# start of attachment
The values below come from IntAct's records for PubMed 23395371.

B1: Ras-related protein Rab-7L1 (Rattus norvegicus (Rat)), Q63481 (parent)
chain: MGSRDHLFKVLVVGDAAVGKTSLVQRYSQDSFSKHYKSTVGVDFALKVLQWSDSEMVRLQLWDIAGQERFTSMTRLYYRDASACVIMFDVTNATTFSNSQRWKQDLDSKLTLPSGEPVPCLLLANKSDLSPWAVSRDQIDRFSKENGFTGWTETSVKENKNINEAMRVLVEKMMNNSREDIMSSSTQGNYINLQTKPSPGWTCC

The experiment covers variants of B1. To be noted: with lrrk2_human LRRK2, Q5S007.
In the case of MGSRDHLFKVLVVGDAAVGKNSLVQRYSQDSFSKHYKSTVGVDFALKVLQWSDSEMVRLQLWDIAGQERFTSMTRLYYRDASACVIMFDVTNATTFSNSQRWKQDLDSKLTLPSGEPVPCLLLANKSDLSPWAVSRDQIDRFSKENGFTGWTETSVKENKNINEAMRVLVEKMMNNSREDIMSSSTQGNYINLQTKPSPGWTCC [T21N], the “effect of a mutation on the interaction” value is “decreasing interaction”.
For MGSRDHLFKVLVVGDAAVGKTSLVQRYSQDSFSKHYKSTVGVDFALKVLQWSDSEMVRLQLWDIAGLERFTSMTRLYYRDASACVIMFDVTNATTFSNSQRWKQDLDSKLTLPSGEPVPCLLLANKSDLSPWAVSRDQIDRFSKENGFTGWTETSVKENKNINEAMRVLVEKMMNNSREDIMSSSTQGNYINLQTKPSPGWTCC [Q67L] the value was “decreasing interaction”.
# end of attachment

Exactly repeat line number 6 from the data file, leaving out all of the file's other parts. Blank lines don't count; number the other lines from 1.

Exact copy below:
For MGSRDHLFKVLVVGDAAVGKTSLVQRYSQDSFSKHYKSTVGVDFALKVLQWSDSEMVRLQLWDIAGLERFTSMTRLYYRDASACVIMFDVTNATTFSNSQRWKQDLDSKLTLPSGEPVPCLLLANKSDLSPWAVSRDQIDRFSKENGFTGWTETSVKENKNINEAMRVLVEKMMNNSREDIMSSSTQGNYINLQTKPSPGWTCC [Q67L] the value was “decreasing interaction”.